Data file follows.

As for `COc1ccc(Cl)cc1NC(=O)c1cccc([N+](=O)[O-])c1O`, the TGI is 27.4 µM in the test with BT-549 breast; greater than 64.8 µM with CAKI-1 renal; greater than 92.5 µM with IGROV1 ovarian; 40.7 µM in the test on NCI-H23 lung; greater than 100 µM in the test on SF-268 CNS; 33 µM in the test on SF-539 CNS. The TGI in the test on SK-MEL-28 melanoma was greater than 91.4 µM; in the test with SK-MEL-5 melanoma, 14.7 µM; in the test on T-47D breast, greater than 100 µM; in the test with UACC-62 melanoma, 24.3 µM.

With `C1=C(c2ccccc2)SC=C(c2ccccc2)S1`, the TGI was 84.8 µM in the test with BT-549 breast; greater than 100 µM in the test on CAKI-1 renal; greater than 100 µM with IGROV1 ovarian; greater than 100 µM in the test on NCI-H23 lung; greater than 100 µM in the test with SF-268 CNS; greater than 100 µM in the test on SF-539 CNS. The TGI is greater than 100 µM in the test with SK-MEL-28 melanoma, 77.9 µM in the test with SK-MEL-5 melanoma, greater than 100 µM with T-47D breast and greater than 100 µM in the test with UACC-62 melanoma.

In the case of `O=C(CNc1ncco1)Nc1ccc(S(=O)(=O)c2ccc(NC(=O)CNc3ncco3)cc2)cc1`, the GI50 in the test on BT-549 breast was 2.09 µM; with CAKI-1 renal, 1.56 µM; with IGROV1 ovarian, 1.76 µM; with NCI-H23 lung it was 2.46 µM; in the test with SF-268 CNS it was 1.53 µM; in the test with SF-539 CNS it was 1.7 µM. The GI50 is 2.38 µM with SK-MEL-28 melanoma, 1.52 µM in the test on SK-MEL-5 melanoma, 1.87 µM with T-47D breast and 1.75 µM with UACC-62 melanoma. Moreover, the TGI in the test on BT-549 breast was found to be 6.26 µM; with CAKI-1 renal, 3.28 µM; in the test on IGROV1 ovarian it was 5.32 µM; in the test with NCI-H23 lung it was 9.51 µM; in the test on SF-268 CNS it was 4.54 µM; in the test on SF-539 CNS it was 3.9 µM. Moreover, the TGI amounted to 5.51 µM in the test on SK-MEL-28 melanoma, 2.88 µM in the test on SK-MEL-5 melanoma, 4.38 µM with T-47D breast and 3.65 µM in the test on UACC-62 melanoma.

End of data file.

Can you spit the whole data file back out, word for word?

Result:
As for `COc1ccc(Cl)cc1NC(=O)c1cccc([N+](=O)[O-])c1O`, the TGI is 27.4 µM in the test with BT-549 breast; greater than 64.8 µM with CAKI-1 renal; greater than 92.5 µM with IGROV1 ovarian; 40.7 µM in the test on NCI-H23 lung; greater than 100 µM in the test on SF-268 CNS; 33 µM in the test on SF-539 CNS. The TGI in the test on SK-MEL-28 melanoma was greater than 91.4 µM; in the test with SK-MEL-5 melanoma, 14.7 µM; in the test on T-47D breast, greater than 100 µM; in the test with UACC-62 melanoma, 24.3 µM.

With `C1=C(c2ccccc2)SC=C(c2ccccc2)S1`, the TGI was 84.8 µM in the test with BT-549 breast; greater than 100 µM in the test on CAKI-1 renal; greater than 100 µM with IGROV1 ovarian; greater than 100 µM in the test on NCI-H23 lung; greater than 100 µM in the test with SF-268 CNS; greater than 100 µM in the test on SF-539 CNS. The TGI is greater than 100 µM in the test with SK-MEL-28 melanoma, 77.9 µM in the test with SK-MEL-5 melanoma, greater than 100 µM with T-47D breast and greater than 100 µM in the test with UACC-62 melanoma.

In the case of `O=C(CNc1ncco1)Nc1ccc(S(=O)(=O)c2ccc(NC(=O)CNc3ncco3)cc2)cc1`, the GI50 in the test on BT-549 breast was 2.09 µM; with CAKI-1 renal, 1.56 µM; with IGROV1 ovarian, 1.76 µM; with NCI-H23 lung it was 2.46 µM; in the test with SF-268 CNS it was 1.53 µM; in the test with SF-539 CNS it was 1.7 µM. The GI50 is 2.38 µM with SK-MEL-28 melanoma, 1.52 µM in the test on SK-MEL-5 melanoma, 1.87 µM with T-47D breast and 1.75 µM with UACC-62 melanoma. Moreover, the TGI in the test on BT-549 breast was found to be 6.26 µM; with CAKI-1 renal, 3.28 µM; in the test on IGROV1 ovarian it was 5.32 µM; in the test with NCI-H23 lung it was 9.51 µM; in the test on SF-268 CNS it was 4.54 µM; in the test on SF-539 CNS it was 3.9 µM. Moreover, the TGI amounted to 5.51 µM in the test on SK-MEL-28 melanoma, 2.88 µM in the test on SK-MEL-5 melanoma, 4.38 µM with T-47D breast and 3.65 µM in the test on UACC-62 melanoma.